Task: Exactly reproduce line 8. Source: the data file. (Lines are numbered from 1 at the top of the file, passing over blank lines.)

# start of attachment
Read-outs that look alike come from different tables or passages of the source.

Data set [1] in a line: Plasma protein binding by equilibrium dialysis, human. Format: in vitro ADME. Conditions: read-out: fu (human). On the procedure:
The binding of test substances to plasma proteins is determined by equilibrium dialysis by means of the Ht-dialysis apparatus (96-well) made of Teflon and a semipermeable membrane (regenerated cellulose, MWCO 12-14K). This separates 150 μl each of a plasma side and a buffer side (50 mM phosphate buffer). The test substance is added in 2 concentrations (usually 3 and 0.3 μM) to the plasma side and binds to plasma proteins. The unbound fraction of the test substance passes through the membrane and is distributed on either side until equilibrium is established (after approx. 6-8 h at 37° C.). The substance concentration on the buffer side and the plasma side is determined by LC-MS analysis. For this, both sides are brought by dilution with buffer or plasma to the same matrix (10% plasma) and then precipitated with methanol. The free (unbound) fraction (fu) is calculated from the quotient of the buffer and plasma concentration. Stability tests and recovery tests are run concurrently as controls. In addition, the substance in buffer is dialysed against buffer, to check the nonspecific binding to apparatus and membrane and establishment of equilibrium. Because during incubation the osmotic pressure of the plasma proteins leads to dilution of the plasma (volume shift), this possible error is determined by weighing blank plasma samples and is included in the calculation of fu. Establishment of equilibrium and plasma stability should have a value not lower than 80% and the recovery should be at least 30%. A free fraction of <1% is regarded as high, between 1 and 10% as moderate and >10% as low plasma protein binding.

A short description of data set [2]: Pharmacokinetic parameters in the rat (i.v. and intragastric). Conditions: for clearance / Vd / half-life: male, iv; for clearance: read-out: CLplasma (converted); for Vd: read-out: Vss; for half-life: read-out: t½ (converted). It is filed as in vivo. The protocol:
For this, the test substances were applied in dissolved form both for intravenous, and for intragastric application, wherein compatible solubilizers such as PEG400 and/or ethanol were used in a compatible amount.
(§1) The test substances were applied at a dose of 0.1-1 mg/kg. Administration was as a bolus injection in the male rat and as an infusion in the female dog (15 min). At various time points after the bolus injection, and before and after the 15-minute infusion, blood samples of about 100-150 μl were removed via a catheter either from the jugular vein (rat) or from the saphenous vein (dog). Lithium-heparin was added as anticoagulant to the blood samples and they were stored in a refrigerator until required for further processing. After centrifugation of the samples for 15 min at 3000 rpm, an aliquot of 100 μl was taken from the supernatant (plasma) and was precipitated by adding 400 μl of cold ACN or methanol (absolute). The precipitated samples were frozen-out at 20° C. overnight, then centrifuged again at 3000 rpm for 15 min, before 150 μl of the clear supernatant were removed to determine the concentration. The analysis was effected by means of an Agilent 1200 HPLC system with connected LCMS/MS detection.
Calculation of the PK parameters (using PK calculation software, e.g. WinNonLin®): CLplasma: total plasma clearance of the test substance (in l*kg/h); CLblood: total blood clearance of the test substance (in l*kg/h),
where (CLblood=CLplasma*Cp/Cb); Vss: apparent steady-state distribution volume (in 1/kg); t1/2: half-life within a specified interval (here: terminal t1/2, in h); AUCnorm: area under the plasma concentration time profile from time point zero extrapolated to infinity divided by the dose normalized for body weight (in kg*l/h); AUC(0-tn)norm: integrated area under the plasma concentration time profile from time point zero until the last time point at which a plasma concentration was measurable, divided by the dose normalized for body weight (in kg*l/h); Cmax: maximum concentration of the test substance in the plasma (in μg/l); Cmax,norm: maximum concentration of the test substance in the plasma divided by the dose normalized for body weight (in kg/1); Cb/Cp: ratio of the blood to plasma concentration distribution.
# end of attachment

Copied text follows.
where (CLblood=CLplasma*Cp/Cb); Vss: apparent steady-state distribution volume (in 1/kg); t1/2: half-life within a specified interval (here: terminal t1/2, in h); AUCnorm: area under the plasma concentration time profile from time point zero extrapolated to infinity divided by the dose normalized for body weight (in kg*l/h); AUC(0-tn)norm: integrated area under the plasma concentration time profile from time point zero until the last time point at which a plasma concentration was measurable, divided by the dose normalized for body weight (in kg*l/h); Cmax: maximum concentration of the test substance in the plasma (in μg/l); Cmax,norm: maximum concentration of the test substance in the plasma divided by the dose normalized for body weight (in kg/1); Cb/Cp: ratio of the blood to plasma concentration distribution.